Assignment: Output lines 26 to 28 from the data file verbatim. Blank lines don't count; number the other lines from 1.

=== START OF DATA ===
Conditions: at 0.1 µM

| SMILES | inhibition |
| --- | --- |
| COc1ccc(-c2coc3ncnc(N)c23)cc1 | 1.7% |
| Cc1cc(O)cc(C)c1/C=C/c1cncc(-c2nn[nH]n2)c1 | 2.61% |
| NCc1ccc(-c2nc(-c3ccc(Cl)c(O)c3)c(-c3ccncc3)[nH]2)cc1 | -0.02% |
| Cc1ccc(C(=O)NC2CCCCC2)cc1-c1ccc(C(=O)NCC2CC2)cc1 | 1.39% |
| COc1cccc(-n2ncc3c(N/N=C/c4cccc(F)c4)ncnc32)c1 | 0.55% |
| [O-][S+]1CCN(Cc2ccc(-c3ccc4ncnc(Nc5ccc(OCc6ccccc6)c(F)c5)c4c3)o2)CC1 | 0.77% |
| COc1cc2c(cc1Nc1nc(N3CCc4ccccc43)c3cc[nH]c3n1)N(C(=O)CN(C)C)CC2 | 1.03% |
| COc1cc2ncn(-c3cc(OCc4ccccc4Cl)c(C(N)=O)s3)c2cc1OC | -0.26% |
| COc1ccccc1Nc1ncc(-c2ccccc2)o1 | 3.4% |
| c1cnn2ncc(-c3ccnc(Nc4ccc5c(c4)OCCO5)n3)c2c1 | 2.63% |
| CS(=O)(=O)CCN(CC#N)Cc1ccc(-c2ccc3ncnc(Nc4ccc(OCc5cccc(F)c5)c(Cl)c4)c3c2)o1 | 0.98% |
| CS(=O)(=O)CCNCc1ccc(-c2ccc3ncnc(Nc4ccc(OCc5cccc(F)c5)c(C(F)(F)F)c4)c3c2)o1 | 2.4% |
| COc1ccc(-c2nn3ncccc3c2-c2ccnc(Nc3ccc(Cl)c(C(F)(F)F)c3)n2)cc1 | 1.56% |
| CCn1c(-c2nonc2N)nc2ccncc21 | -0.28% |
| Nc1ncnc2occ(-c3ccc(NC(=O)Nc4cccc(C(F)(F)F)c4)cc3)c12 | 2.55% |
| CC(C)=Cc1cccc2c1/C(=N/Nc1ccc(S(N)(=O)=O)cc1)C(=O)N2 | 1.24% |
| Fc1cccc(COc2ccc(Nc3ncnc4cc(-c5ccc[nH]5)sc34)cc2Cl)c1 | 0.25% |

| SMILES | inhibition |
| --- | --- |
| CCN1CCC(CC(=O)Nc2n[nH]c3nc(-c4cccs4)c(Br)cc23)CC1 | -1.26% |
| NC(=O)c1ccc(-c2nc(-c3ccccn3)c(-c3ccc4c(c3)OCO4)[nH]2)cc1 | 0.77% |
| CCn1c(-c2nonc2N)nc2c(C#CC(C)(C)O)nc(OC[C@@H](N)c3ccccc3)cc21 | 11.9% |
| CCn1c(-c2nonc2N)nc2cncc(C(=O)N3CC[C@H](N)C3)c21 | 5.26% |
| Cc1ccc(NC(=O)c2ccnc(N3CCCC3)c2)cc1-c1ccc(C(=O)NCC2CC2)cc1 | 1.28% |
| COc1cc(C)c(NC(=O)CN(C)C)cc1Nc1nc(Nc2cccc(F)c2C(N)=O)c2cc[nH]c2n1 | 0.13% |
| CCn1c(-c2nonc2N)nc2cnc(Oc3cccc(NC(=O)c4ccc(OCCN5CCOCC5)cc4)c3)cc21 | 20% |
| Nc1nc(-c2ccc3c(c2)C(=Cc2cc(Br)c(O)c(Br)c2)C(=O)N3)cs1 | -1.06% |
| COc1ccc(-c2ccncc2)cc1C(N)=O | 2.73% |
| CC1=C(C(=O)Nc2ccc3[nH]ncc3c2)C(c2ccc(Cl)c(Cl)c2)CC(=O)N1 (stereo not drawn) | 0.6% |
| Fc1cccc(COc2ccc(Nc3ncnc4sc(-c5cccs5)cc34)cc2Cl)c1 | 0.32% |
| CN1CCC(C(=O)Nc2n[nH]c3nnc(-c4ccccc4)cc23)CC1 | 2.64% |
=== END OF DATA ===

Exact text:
| CCn1c(-c2nonc2N)nc2cncc(C(=O)N3CC[C@H](N)C3)c21 | 5.26% |
| Cc1ccc(NC(=O)c2ccnc(N3CCCC3)c2)cc1-c1ccc(C(=O)NCC2CC2)cc1 | 1.28% |
| COc1cc(C)c(NC(=O)CN(C)C)cc1Nc1nc(Nc2cccc(F)c2C(N)=O)c2cc[nH]c2n1 | 0.13% |